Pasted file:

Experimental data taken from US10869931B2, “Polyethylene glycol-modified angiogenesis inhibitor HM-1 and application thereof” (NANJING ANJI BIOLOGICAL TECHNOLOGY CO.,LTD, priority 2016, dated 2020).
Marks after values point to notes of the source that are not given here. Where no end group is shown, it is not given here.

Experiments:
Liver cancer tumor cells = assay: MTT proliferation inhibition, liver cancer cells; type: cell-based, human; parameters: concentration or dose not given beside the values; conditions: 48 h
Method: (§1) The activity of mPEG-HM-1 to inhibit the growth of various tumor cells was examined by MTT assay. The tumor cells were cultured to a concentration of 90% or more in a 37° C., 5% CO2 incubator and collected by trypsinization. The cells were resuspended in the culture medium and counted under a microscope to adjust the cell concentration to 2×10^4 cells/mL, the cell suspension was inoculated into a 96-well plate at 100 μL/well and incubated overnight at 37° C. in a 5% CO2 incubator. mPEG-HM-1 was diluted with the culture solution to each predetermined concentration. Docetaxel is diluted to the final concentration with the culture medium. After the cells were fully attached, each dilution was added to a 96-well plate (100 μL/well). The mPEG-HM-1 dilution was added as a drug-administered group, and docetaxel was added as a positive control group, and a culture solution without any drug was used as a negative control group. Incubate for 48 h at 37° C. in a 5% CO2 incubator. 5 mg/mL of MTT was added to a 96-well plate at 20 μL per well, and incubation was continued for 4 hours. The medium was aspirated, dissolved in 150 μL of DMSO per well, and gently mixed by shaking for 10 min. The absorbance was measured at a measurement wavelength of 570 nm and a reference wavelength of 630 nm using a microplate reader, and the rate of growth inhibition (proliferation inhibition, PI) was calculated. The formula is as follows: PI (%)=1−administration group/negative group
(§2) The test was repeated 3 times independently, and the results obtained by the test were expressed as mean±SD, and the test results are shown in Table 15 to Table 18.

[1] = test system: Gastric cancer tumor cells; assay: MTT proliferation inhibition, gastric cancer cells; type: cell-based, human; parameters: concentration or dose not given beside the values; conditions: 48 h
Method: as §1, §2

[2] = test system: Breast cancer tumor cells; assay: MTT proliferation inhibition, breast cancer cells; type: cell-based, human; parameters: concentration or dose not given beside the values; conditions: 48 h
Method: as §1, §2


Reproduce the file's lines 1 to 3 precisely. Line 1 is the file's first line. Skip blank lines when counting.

Experimental data taken from US10869931B2, “Polyethylene glycol-modified angiogenesis inhibitor HM-1 and application thereof” (NANJING ANJI BIOLOGICAL TECHNOLOGY CO.,LTD, priority 2016, dated 2020).
Marks after values point to notes of the source that are not given here. Where no end group is shown, it is not given here.

Experiments: